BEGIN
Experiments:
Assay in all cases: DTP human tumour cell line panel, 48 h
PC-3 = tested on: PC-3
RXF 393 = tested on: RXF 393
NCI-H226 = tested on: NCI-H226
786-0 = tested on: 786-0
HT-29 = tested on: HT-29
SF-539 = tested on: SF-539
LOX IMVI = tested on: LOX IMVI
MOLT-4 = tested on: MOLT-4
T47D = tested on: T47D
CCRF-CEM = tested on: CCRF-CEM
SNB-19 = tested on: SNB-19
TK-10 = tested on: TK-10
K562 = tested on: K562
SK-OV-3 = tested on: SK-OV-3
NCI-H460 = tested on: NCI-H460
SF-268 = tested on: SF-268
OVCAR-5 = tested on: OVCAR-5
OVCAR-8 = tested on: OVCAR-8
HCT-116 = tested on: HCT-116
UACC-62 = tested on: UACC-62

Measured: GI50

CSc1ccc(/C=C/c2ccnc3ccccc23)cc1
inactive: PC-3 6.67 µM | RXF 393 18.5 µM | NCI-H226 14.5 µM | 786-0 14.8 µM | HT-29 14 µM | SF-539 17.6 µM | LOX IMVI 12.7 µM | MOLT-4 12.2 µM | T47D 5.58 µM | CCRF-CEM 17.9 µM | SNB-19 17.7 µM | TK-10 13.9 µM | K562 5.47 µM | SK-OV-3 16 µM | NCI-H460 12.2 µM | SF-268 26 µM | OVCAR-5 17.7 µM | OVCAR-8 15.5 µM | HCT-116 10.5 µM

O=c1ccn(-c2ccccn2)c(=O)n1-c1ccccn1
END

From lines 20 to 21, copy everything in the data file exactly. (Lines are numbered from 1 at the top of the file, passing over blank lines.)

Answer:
OVCAR-8 = tested on: OVCAR-8
HCT-116 = tested on: HCT-116